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Pierced Problems

Girl with Pierced TongueA Pierced Tongue, Lip, or Cheek

A pierced body part may be essential to your style, but if it involves the mouth, it may not be the best choice in regards to your oral health. If you do have a piercing or are thinking about getting one, make sure you consider the potential effects and make an informed decision.

Might be a dental hazard!

Initially, getting any piercing causes trauma, and (because it is an open wound) there is always a risk of infection. Sterilization standards are essential to reduce this possibility. Also, the tongue has delicate veins and nerves that may suffer damage during the process.

Once healing has occurred, the most significant hazard with an oral piercing is the potential for injury. If you accidentally bite down when chewing or speaking, teeth may be chipped or broken. Additionally, a blow to the face can cause similar tooth damage or a laceration to soft tissues.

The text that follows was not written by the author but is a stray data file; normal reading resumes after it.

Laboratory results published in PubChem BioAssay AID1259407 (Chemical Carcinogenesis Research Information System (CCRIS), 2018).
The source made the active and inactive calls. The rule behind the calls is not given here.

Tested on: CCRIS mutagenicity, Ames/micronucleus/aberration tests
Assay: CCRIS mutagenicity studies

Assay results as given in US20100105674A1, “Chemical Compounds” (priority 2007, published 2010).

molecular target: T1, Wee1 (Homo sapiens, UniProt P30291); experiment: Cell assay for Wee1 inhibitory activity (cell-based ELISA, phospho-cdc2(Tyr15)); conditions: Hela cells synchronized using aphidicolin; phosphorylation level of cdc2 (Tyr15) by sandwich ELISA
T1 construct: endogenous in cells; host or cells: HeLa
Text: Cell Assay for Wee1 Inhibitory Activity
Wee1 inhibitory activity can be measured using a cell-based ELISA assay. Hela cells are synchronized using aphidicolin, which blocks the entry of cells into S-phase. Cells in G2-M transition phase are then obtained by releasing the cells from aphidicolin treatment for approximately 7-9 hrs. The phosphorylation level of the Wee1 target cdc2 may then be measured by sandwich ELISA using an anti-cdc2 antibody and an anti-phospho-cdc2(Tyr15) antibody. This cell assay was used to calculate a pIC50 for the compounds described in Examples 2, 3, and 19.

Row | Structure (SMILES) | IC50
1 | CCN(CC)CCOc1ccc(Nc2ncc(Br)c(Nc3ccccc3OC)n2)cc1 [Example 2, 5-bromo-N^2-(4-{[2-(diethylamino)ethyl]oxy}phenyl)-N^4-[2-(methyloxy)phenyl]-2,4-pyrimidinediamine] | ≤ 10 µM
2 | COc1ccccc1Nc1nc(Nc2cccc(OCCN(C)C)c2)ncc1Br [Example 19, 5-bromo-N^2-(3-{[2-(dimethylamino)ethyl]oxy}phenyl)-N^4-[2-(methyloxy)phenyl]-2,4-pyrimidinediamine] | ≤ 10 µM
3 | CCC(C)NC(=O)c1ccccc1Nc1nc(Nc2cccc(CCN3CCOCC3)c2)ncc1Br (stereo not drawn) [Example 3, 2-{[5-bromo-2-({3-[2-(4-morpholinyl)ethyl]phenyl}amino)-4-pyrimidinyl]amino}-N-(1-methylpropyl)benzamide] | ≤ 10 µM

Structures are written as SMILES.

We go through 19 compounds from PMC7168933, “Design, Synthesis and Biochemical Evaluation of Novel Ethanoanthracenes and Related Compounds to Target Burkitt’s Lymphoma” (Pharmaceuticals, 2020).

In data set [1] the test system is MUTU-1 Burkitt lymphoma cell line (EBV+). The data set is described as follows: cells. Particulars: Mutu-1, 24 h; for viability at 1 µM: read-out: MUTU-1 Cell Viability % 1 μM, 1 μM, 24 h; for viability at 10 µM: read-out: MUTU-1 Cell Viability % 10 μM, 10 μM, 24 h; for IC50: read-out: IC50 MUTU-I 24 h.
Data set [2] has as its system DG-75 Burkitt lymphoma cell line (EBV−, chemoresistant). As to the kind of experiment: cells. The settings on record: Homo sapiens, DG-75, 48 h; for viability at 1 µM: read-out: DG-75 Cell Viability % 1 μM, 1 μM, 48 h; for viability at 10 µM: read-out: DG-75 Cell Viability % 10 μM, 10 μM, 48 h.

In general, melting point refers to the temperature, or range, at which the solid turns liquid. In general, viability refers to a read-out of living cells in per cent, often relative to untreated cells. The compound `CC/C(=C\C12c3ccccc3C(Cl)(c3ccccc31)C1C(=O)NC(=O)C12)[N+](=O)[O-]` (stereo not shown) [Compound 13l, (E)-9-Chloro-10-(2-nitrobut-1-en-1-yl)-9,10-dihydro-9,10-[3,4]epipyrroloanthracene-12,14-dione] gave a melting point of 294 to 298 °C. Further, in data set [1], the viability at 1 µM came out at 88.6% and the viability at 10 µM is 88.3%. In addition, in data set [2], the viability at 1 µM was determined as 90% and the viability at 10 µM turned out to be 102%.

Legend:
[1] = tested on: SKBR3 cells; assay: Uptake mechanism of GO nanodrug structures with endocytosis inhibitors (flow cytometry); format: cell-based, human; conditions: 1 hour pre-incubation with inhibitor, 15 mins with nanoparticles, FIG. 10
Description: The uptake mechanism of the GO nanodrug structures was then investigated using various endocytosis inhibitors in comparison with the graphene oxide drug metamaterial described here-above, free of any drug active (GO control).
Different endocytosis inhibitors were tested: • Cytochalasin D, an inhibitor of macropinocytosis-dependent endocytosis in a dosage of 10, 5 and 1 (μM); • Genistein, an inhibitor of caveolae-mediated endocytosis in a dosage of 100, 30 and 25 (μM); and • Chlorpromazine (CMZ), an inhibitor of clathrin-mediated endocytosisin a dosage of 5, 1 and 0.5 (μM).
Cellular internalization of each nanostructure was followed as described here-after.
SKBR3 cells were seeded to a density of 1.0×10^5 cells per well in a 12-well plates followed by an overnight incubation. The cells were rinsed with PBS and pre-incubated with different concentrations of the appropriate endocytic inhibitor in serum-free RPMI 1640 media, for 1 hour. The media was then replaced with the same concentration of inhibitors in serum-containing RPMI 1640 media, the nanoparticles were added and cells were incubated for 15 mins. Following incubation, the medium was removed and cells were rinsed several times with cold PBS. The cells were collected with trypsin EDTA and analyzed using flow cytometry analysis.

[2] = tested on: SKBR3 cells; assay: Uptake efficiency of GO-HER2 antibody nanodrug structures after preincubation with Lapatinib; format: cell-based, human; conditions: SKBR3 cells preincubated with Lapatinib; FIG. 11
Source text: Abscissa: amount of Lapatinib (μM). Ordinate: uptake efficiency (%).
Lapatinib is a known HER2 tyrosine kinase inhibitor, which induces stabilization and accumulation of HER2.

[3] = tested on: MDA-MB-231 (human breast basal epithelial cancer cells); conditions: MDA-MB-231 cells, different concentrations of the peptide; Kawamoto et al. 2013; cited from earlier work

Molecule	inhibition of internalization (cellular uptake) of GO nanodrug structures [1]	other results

Other pierced tongue issues.

Another aspect to think about is the effects on your speech. Anyone with a pierced tongue will tell you that it takes some adjustment. You may find yourself temporarily slurring your words, either due to producing extra saliva or because of the piercing hardware itself.

Eating may become more of a challenge, as well as the ability to brush and floss all parts of your teeth properly. Food debris can even end up getting stuck in the pierced site, so make sure you keep it clean!

About Dr. Sean Moran

Dr. Moran is a San Francisco native. He received his undergraduate degree at Creighton University in Omaha, Nebraska. He also received his DDS degree from Creighton University School of Dentistry in 1988 at which time he began practicing general dentistry in San Francisco.

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